According to the results obtained by Baker and his collaborators, the commitment to the relationship is not based so much on the level of current satisfaction as on the level of satisfaction expected in the future of the relationship. That is, people maintain their relationship because they believe that the quality of it will improve over time or that problems will end up happening.
Therefore, when making a prediction about whether a couple who does not feel happy together will maintain their relationship or not, the expectation of future satisfaction will be a better predictor than the current satisfaction in the couple.
Although there are surely many more factors, the hypothesis that the expectations of happiness maintain an unsatisfactory relationship are not entirely unreasonable, since after all it is a long-term relationship and it is logical to think that the good will exceed The bad in the long term.
After analyzing the data obtained, Baker discovered that unsatisfactory couple relationships followed two trends. On the one hand, one of the components of the couple left the relationship when he had expectations that the situation could not improve and, in addition, he thought he could find better alternatives outside of it. On the contrary, people remained in the relationship when they hoped that it would improve and, in addition, they thought they could not find anything better.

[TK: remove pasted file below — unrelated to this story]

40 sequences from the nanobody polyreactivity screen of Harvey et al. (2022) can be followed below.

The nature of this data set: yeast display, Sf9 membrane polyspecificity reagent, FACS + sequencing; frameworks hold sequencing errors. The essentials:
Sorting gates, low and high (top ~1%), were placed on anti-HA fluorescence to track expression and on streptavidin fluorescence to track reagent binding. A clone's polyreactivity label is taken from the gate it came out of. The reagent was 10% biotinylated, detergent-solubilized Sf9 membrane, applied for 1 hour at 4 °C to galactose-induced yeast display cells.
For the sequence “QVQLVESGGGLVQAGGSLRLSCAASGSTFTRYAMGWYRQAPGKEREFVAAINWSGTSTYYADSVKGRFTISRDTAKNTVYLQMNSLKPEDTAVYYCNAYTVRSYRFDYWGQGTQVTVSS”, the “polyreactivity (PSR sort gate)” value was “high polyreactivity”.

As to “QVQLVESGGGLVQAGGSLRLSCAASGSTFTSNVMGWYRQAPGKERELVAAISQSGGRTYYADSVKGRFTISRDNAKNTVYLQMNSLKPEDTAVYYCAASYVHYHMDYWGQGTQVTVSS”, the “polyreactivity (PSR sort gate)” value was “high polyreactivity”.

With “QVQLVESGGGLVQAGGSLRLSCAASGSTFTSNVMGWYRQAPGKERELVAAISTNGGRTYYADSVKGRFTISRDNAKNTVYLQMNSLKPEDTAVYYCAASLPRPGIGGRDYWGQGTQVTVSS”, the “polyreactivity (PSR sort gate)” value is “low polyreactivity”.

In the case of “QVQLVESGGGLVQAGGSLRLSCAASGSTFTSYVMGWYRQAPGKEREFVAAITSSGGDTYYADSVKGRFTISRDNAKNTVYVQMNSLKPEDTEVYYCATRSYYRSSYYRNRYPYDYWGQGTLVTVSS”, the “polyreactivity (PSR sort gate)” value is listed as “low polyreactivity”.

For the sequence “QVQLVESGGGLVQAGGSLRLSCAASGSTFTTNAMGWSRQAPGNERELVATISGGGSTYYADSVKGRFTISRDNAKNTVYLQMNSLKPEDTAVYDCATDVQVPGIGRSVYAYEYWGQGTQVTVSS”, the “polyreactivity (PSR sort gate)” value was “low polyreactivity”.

Related article: "The power struggle in relationships"
The influence of personal and social factors
Although the studies show clear trends, as we mentioned at the beginning of the article, there are a wide variety of factors that influence when making the decision to break a relationship in which we are not happy.
Personal factors such as beliefs about the importance of marriage and personal relationships play a fundamental role. For some people, singleness is an unacceptable condition, much worse than living in a relationship in which there is no longer love.
The importance that society has given to marriage or life as a couple as an ideal state exerts a powerful influence on people, some of whom desperately seek a partner with whom to share their lives regardless of whether it makes them happy or not.
In other cases, the factor that keeps couples together is the existence of children. Developing couple dynamics in which each of the components maintains parallel lives but keeping the same home, staying together for the supposed good of the children. Because, in his belief, the division of the home is much worse for the children than the current situation.
Another different issue is those that involve religious attitudes and beliefs about divorce. Those with a strong relationship with their religion may refuse to face a divorce both for their own conviction and for fear of being rejected in their religious community.
Conclusions
Whatever the reason for the dissatisfaction, once people are aware of the status of their partner they go on to evaluate their perspectives or future options. If this person perceives that he has opportunities to find something better, he is very likely to break the relationship, looking for a new beginning.
Given this, it is easy to understand why those couples of younger ages perceive separation or divorce as something much more plausible than those couples of older ages.
In cases where they are unable to imagine a better alternative to the current condition of the couple, it is very possible that they maintain it; finding ways to calm the conflicts and considering each other as life partners.